Art and Reflection for Candlemass

From the Office of Reading for Today, Candlemass, February 2nd: a sermon by Saint Sophronius, bishop, Patriarch of Jerusalem, died AD 638

After our mediation given yesterday on the art for today’s feast, I give you some more thoughts. Yesterday had a greater emphasis on the narrative of the Presentation of the Lord, today we think about the Light of the World and how we also call the feast, Candlemas. Here is a passage from today’s Office of Readings which emphasizes the aspect of calling today Candlemas. The pictures I have chosen are by Guido Reni (17th century) and Tintoretto (16th century), both Italian. Candlemas is a tradition in the Roman Rite.

 Our lighted candles are a sign of the divine splendour of the one who comes to expel the dark shadows of evil and to make the whole universe radiant with the brilliance of his eternal light. Our candles also show how bright our souls should be when we go to meet Christ.In honour of the divine mystery that we celebrate today, let us all hasten to meet Christ. Everyone should be eager to join the procession and to carry a light.
  The Mother of God, the most pure Virgin, carried the true light in her arms and brought him to those who lay in darkness. We too should carry a light for all to see and reflect the radiance of the true light as we hasten to meet him.
  The light has come and has shone upon a world enveloped in shadows; the Dayspring from on high has visited us and given light to those who lived in darkness. This, then, is our feast, and we join in procession with lighted candles to reveal the light that has shone upon us and the glory that is yet to come to us through him. So let us hasten all together to meet our God.
guido_reni_029
  The true light has come, the light that enlightens every man who is born into this world. Let all of us, my brethren, be enlightened and made radiant by this light. Let all of us share in its splendour, and be so filled with it that no one remains in the darkness. Let us be shining ourselves as we go together to meet and to receive with the aged Simeon the light whose brilliance is eternal. Rejoicing with Simeon, let us sing a hymn of thanksgiving to God, the Father of the light, who sent the true light to dispel the darkness and to give us all a share in his splendour.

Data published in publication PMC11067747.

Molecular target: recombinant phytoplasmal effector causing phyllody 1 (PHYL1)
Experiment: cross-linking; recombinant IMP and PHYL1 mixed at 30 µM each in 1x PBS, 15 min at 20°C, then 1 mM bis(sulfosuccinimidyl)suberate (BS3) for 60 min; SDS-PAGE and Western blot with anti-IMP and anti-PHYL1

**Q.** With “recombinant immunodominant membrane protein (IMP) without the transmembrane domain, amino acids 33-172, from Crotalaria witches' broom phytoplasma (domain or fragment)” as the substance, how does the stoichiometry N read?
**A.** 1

Through Simeon’s eyes we too have seen the salvation of God which he prepared for all the nations and revealed as the glory of the new Israel, which is ourselves. As Simeon was released from the bonds of this life when he had seen Christ, so we too were at once freed from our old state of sinfulness.
  By faith we too embraced Christ, the salvation of God the Father, as he came to us from Bethlehem. Gentiles before, we have now become the people of God. Our eyes have seen God incarnate, and because we have seen him present among us and have mentally received him into our arms, we are called the new Israel. Never shall we forget this presence; every year we keep a feast in his honour.
tintorettocandlemass
I encourage all to read the Office of Readings (Matins) as part of your daily prayer if you can. It is a wonderful treasury.

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